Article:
Affective enhancement of a chosen option is influenced by several factors, such as the mere act of choosing (simply choosing an option over others results in enhanced valuation of that option); the degree to which an option helps satisfy internal goals (goal-oriented options receive more positive valuation than do irrelevant options); and the degree to which subjects perceive their choices are freely made (options are judged as more desirable if they have been freely chosen rather than imposed).
Cognitive Dissonance Makes Us Feel Better
According to cognitive dissonance theory (Festinger, 1957) these and other factors subconsciously and retroactively enhance the options we choose to make us feel good about our choices, reduce task uncertainty and orient us toward future actions.
In our study of soon-to-be college students, however, affective enhancement alone does not explain why students would start expressing negative sentiments toward a University that at one time had roughly equivalent value to other options. Under enhancement alone, sentiment toward rejected options should remain the same post-decision as it was pre-decision. How did students come to devalue the rejected options?
As it happens, ignoring has a negative impact on affective valuation, such that people will devalue rejected options in order to further minimize cognitive dissonance and facilitate subsequent goal-directed behaviors. Studies of selective attention (e.g., Tipper, 1985; Strayer & Grison, 1999) demonstrate that objects that previously had been targets (i.e., previously having values roughly equivalent with the chosen object) show even stronger devaluation after being rejected compared to objects that had not been in the original consideration set.
Not only do we enhance the value of our chosen options to feel better about what we chose, we tend to downplay the value of rejected options to further decrease any uncertainty or cognitive dissonance that might linger after the decision.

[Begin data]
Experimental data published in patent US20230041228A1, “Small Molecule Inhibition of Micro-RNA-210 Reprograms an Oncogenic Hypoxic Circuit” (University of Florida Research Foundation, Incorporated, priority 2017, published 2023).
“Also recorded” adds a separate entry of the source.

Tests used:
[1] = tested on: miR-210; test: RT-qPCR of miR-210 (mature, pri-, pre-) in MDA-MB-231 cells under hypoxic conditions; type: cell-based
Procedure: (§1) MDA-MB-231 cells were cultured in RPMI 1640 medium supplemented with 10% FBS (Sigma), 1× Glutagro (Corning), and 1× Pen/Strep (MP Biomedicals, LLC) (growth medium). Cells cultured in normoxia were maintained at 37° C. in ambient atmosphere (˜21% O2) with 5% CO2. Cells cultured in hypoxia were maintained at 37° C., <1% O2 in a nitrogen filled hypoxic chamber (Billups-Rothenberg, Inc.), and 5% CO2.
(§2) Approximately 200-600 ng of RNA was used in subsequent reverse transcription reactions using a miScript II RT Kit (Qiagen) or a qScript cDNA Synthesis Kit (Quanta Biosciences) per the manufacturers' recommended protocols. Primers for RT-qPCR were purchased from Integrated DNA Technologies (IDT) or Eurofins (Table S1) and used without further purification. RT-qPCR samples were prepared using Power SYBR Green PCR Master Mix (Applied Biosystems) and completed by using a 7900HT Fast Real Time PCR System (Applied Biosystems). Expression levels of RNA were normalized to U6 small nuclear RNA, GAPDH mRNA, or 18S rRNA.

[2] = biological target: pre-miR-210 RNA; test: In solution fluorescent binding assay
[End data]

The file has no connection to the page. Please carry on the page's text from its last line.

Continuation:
Choosing a college may be the most difficult decision these young adults have faced up to this point in their lives, so it is no surprise that students and their families invest in the process great amounts of time, effort and resources, and that the eventual choices they make involve a strong emotional commitment. In order to make that commitment we not only enhance the object of our choice but we also devalue the rejected alternatives, and thus avoid turning in indecisive circles until we drop dead.
Casale, G. & Mothersbaugh, M. (1980). Freedom of Choice [Recorded by DEVO]. On Freedom of Choice [LP record]. Burbank, CA: Warner Bros.
Festinger, L. (1957). A theory of cognitive dissonance. Stanford, CA: Stanford University Press.
Strayer, D. L., & Grison, S. (1999). Negative identity priming is contingent on stimulus repetition. Journal of Experimental Psychology: Human Perception and Performance, 25(1), 24-38.
Tavassoli, N. T. (2008). The effect of selecting and ignoring on liking. In Wedel, M & Pieters, R (eds). Visual Marketing: From attention to action, 73-89. New York: Laurence Erlbaum Associates, Taylor & Francis Group.
Tipper, S. P. (1985). The negative priming effect: Inhibitory priming by ignored objects. Quarterly Journal of Experimental Psychology A: Human Experimental Psychology, 37A, 571-590.